Monday, February 27, 2017

The things I will never know about Fukushima

There are fools in this world. I am one of them. I believed I had both the time and talent to understand physics.

I do not. (Although I've not yet given up.)

I wanted to really understand, for myself, what happened in Japan on March 11, 2011. This is the only truth we have: There were three nuclear meltdowns and they do not know where the cores are. That is all we have.

There are some of course who are saying they do know where the cores are and "they" just aren't telling us. Let us bracket this and put it aside. For another day perhaps. There are those who say it is all contained within steel and concrete and has not escaped the containment. Let us bracket this and put it aside.

The truth is, what happened during and afterwards is all a matter of who you are going to believe. That is all. And for those of us not well-versed in science, that is all we have. Even apparently for those well-versed, the entire truth escapes.

For me, it has all been a misguided attempt to understand why my husband, my strong, young healthy husband died of a rare and aggressive cancer in 2016. Five years after the fact of Fukushima. Was it because he was biking out in the rain? All those days? Was that rain radioactive? Was it enough to cause my husband's cancer. I will never know.

At the end, I conclude that as much as Fukushima is a highly contentious issue with facts that are known and unknown, the conclusion is one not of science but of philosophy. I believed and still do believe Dr. Helen Caldicott would never sound an alarm over Fukushima just to scare us into donating money. I believed and still do believe that Arne Gunderson would never do the same. Nor Dr. Busby. Nor Dana Durnford. Nor Kevin Blanch. Nor would enenews. Nor natural news.

They just would not do this. Because that would be a crime against humanity of a magnitude unimaginable.

So what then of the scientists, whose names seem unknown to us all, who disagree with their conclusions? Are they monsters? Are we to conclude that they are hiding facts because they need their jobs? Because they've been told not to cause global panic? Because they work for the nuclear industry? And what about the media? Same story?

They just would not do this. Because these too would be crimes against humanity of a magnitude unimaginable.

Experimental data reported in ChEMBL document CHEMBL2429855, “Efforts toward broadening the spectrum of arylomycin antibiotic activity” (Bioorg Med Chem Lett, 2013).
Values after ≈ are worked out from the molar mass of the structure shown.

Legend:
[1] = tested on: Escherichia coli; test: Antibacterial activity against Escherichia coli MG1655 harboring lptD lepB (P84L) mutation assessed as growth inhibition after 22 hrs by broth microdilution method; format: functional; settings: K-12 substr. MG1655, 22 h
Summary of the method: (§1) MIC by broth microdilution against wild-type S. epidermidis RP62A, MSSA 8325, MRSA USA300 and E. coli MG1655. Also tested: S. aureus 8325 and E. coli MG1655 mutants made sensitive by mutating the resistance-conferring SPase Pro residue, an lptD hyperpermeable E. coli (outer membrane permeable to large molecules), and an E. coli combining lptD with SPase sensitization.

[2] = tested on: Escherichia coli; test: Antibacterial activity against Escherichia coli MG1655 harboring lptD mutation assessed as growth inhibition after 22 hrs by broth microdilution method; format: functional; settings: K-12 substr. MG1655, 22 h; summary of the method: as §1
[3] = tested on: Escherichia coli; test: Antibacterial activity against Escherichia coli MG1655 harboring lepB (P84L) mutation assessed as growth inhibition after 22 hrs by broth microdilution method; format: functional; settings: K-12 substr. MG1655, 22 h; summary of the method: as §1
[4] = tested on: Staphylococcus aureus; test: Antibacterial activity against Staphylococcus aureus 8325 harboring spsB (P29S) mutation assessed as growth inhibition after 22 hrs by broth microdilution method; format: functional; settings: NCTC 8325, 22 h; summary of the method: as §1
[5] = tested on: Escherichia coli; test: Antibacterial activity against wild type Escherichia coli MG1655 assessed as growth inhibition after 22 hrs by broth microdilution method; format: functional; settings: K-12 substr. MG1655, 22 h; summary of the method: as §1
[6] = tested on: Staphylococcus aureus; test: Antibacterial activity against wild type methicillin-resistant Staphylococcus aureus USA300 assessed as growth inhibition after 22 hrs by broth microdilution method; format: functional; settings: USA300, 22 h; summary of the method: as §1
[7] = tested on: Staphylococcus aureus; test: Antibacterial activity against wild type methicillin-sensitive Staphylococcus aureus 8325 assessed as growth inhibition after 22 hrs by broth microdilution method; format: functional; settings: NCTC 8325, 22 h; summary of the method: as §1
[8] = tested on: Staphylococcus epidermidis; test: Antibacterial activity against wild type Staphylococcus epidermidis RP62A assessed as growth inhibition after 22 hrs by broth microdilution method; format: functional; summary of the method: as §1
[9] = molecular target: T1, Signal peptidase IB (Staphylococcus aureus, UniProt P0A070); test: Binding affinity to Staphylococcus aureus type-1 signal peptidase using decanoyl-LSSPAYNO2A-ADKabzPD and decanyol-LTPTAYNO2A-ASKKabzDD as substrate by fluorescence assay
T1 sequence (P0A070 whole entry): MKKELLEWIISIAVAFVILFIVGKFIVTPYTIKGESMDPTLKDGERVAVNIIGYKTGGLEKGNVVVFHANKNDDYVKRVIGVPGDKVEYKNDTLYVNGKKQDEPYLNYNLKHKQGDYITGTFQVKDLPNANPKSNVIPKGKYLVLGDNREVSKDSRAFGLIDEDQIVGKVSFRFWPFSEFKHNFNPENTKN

Why do I say this is a matter of philosophy?

This is Wikipedia's definition of philosophy: is the study of general and fundamental problems concerning matters such as existence, knowledge, values, reason, mind, and language.

Fukushima is a problem. It begs the question of our continued existence, what we know and who we can trust. It is a matter of mind and of language. It is all these things.

Out there, in trying to discover the truth, I found people running scared and/or raging. The pro- and anti-nuclearists threaten, berate, put-down and attack each other because it "is" obviously a matter of extreme concern on both sides or this would not be happening. It seems to be the hallmark of activism--anger. When did that happen? Can we not just all stand our ground in peace and rally to the human condition, our common ground?

I believe it is no longer a matter for us mere mortals to try and argue. No one should be afraid here. No one. Certainly not for any earthly reason. We will either all die, (and we all will eventually) or we will not (for the time-being). Is it worth it to shred each other over this just so we can say "we told you so." Is that why we've been put on this earth?

I will never know. At least not in this point of my human existence.

We harnessed the power of the sun and we all danced there.  Do we now cry because the sun is in our eyes?

Be kind.

"It is the heat inside stars that has cooked the gold, carbon, iron, uranium and the rest of the 118 known elements which in time conspired to make planets and spiders, flowers and us. Only in their death throes do stars release the stuff of worlds and so, depending on your point of view, we are made either of stardust or nuclear waste." N. Oliver

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